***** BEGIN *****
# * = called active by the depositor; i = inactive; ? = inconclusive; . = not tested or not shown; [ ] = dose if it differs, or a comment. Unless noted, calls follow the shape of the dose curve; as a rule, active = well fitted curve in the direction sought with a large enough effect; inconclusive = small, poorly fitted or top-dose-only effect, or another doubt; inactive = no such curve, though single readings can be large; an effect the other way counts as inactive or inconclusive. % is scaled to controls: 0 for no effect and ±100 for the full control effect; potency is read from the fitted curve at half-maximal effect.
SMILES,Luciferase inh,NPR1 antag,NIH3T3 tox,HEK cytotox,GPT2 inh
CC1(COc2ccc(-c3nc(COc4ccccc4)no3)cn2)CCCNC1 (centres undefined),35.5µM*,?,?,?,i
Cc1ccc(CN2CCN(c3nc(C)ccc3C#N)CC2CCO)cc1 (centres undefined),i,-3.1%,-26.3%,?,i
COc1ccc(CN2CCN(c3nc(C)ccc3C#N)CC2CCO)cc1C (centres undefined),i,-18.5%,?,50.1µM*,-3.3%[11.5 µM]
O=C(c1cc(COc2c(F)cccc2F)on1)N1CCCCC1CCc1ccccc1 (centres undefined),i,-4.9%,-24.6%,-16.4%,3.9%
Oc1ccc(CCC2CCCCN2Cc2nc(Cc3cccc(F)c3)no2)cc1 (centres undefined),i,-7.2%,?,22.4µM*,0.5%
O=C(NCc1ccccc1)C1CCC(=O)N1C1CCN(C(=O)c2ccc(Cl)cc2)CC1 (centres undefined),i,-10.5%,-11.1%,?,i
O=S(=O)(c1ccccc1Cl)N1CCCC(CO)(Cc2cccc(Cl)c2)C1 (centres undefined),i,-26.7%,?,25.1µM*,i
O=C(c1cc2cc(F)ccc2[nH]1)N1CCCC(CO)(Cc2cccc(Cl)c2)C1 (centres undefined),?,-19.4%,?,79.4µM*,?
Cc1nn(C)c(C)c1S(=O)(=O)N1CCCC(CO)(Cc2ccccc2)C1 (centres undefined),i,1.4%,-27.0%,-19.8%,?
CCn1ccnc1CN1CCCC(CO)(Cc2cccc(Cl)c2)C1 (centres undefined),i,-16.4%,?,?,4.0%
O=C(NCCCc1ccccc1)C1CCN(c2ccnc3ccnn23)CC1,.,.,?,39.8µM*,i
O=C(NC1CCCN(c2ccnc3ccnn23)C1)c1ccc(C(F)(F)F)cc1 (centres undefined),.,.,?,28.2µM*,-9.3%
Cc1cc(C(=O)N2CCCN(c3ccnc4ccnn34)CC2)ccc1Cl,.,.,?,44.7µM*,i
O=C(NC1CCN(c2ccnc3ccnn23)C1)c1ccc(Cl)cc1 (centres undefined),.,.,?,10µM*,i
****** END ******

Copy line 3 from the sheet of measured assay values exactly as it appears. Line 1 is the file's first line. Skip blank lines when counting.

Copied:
CC1(COc2ccc(-c3nc(COc4ccccc4)no3)cn2)CCCNC1 (centres undefined),35.5µM*,?,?,?,i